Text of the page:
It took many years of questioning, and it all started with competitive Apologetics speaking when I was a teenager. Later my journey included many friends made and lost who helped me learn about science, or who gave me the same redundant reasons to remain a Christian that I was quietly debunking. It lasted as I lost friends over being a Christian ally to gay, lesbian, and bi people (I knew about the other letters but hadn’t Bibled my way through them). Even through the loss of my family and most of my community, I clung to Jesus. I trusted that he would be faithful if I proved myself worthy of him by loving him more than even my father, mother, brothers, sisters, and friends.

I need to give my friends space to get away, too. They have much to lose.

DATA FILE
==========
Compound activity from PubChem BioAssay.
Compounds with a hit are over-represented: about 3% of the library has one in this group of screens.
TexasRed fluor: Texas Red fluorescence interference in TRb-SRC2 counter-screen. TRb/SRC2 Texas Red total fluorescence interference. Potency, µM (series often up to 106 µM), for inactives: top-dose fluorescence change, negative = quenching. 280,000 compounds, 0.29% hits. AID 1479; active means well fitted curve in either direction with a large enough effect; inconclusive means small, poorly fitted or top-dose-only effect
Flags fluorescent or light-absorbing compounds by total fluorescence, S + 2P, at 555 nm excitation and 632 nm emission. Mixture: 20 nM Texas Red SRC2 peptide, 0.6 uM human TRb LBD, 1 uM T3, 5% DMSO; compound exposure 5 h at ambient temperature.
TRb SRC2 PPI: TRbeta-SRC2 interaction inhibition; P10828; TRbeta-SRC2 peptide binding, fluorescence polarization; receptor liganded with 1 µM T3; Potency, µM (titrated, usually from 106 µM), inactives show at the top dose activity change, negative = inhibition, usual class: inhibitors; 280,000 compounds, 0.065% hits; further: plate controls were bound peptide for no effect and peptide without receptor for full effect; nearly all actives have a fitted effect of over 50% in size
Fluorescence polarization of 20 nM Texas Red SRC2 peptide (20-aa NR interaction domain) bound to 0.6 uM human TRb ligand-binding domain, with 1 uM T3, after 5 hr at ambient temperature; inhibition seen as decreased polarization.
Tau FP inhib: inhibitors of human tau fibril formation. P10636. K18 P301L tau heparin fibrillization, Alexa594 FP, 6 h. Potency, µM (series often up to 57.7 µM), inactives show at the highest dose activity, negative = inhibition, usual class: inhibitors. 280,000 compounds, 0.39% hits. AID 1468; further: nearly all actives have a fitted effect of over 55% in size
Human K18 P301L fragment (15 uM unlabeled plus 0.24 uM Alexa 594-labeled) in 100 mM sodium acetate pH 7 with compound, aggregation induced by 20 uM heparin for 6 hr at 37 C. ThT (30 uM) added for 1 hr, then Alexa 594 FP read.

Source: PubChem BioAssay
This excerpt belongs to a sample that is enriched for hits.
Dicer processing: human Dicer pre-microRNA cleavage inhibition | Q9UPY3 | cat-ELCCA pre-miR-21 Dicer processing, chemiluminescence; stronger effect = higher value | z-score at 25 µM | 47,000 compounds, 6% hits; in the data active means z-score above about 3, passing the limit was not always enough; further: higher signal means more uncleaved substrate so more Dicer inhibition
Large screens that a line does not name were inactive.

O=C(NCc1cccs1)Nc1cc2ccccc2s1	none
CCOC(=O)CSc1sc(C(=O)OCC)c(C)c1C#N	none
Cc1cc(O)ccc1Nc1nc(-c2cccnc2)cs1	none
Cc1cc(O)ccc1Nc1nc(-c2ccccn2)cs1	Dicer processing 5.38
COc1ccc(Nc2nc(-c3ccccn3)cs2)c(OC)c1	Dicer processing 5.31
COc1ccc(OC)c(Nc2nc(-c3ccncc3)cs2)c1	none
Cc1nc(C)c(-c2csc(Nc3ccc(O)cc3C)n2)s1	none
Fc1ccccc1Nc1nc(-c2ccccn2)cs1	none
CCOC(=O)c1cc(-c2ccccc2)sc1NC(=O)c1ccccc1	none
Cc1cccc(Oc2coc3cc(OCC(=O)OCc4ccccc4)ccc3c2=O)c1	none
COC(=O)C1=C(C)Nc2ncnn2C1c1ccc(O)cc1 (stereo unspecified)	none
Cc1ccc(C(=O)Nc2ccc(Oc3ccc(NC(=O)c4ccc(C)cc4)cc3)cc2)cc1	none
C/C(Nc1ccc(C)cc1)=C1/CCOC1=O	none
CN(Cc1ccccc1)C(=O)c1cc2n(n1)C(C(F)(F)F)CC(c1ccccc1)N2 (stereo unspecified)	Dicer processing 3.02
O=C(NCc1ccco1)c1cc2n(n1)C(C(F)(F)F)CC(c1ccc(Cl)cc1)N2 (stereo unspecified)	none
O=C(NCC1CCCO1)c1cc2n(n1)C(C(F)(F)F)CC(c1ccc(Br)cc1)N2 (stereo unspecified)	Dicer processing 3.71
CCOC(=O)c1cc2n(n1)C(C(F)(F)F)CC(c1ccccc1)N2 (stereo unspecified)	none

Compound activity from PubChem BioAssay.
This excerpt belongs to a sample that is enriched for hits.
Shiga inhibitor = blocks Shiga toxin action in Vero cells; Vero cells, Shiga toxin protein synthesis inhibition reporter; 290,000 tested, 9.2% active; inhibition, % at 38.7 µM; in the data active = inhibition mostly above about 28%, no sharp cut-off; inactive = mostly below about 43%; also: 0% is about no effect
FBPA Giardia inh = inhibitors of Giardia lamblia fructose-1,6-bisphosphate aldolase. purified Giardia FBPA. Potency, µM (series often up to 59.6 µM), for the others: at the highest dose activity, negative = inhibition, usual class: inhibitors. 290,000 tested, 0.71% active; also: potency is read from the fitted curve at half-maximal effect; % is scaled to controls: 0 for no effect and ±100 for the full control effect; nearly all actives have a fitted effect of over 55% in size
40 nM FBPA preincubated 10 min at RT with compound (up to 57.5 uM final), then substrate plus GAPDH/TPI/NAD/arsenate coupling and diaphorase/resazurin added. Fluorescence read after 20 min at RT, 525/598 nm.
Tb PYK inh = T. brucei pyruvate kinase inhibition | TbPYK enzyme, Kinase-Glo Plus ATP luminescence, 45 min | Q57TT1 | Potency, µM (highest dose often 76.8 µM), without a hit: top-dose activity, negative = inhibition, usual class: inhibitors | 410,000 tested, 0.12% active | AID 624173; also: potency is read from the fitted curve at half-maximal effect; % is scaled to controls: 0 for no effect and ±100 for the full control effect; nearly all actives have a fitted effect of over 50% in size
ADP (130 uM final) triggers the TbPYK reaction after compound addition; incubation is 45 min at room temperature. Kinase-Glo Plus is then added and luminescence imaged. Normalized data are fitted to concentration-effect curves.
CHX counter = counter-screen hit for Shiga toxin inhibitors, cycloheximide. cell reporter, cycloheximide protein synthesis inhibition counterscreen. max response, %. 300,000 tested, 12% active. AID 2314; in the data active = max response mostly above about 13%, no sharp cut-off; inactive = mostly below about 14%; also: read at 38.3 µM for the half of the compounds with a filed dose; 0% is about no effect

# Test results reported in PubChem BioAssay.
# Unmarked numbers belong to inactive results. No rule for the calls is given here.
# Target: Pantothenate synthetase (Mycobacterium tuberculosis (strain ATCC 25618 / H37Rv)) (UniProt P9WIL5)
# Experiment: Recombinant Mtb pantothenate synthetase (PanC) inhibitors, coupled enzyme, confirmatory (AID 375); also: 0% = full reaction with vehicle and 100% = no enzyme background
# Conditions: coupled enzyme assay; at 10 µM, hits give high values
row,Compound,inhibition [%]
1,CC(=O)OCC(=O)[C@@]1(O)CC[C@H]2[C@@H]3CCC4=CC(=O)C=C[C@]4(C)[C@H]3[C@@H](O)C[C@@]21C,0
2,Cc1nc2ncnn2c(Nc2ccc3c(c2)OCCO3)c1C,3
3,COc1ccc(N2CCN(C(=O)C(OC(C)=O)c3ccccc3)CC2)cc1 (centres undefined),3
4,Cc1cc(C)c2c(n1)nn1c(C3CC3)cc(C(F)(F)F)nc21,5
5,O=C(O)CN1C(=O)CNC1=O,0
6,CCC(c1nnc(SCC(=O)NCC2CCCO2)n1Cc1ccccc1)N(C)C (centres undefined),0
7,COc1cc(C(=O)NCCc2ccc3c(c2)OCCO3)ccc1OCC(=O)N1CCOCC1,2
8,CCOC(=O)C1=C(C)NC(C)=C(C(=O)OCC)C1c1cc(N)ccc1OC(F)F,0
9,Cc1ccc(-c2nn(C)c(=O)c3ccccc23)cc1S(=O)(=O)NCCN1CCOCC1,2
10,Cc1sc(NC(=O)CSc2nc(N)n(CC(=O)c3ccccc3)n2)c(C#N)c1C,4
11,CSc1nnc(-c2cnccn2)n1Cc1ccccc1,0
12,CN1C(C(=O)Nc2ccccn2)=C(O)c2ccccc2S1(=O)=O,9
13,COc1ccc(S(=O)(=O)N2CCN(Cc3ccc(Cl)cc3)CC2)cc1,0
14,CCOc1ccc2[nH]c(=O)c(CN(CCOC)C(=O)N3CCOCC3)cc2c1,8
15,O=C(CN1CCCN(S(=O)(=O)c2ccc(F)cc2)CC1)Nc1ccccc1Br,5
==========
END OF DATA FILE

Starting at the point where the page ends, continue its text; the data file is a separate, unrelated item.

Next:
Many people cannot even fathom a world where God does not exist, because in that world, they are alone to navigate this muck of human life. No purpose, no heaven or hell, no divine justice or intervention, no hope after death – these are extremely heavy ideas, quite too much for the average cishet white Christian to stop and re-examine. Why should they? It would only mean risking your cut of the family wealth.

And that’s why I am urging my Christian friends to, for the sake of your love for God, think about what Christianity does for you. Not the answers to prayer, not “where you’re at in your walk” or if you’re “going through a dry spell.”